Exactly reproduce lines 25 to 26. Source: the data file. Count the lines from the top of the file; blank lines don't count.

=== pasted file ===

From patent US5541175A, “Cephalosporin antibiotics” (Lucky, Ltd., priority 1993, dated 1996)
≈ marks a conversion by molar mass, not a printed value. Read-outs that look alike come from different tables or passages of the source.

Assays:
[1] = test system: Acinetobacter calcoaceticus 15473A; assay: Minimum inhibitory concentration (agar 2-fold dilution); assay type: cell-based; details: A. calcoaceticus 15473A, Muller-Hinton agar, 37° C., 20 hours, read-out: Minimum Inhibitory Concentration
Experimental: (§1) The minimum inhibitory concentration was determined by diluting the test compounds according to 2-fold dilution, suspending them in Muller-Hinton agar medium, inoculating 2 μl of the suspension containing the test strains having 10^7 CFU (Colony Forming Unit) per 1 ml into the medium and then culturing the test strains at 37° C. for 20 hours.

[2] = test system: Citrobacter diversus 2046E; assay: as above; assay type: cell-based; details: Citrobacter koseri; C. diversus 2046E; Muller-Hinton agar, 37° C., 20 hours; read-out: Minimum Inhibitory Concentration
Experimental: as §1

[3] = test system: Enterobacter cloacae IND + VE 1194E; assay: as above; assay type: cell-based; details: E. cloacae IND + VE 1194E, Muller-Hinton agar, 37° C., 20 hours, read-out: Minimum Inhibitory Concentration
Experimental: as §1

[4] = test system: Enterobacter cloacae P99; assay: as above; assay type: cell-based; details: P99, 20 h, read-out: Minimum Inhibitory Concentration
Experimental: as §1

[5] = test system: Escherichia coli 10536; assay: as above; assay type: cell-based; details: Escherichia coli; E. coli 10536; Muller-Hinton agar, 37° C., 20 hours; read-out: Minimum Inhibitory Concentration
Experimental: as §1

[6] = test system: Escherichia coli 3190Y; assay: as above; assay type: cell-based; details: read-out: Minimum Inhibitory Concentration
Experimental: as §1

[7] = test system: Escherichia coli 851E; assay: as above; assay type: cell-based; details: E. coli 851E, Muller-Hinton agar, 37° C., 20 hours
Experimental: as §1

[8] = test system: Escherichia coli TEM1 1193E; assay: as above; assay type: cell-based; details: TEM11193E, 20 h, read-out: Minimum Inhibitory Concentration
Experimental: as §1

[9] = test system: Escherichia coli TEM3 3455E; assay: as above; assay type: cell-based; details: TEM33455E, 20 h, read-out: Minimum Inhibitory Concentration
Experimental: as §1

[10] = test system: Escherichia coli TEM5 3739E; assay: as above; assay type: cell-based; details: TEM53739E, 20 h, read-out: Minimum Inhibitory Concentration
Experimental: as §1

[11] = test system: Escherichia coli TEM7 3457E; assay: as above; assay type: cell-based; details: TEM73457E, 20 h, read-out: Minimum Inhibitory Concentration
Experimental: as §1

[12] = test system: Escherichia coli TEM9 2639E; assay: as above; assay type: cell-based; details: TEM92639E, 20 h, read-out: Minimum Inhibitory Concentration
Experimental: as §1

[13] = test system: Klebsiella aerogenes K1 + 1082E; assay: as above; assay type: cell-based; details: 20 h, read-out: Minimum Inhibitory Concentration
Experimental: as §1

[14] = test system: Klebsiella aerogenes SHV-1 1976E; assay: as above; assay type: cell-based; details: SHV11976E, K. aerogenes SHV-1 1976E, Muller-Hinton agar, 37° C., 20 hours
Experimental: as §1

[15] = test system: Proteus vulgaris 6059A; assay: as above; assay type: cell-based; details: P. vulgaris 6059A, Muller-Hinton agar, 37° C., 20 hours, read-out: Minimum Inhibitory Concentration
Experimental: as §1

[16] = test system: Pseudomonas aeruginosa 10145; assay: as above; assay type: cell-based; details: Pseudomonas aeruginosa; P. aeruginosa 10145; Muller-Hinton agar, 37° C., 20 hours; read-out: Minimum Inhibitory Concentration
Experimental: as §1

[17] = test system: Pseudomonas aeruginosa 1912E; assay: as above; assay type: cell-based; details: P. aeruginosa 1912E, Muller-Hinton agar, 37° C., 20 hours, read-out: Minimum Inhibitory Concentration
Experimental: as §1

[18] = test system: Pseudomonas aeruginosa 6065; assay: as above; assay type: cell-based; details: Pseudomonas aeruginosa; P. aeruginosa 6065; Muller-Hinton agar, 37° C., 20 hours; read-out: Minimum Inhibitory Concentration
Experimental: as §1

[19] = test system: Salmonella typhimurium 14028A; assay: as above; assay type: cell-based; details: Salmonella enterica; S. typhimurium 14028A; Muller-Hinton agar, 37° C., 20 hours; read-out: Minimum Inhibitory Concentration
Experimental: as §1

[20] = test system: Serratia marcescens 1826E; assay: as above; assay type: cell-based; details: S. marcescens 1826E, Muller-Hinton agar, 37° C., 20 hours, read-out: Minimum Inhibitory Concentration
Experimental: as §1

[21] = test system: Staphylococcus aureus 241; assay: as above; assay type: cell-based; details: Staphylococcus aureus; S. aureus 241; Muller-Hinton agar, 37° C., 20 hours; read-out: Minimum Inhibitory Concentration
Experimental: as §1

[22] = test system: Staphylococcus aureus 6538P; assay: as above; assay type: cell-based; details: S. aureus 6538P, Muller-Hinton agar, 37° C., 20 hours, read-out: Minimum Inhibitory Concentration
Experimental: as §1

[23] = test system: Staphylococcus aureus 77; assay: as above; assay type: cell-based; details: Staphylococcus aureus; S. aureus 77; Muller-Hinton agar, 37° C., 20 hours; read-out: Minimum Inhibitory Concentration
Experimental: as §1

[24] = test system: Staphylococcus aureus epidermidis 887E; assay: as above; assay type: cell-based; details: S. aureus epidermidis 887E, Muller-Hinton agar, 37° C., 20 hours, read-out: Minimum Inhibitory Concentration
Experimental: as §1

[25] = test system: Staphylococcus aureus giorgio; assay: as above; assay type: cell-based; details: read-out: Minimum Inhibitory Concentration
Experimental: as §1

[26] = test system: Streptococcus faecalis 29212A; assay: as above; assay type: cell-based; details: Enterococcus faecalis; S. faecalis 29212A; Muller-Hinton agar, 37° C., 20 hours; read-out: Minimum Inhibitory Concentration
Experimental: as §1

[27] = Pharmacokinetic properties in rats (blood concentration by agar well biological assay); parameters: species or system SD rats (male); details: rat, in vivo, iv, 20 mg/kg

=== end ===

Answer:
Experimental: as §1

[12] = test system: Escherichia coli TEM9 2639E; assay: as above; assay type: cell-based; details: TEM92639E, 20 h, read-out: Minimum Inhibitory Concentration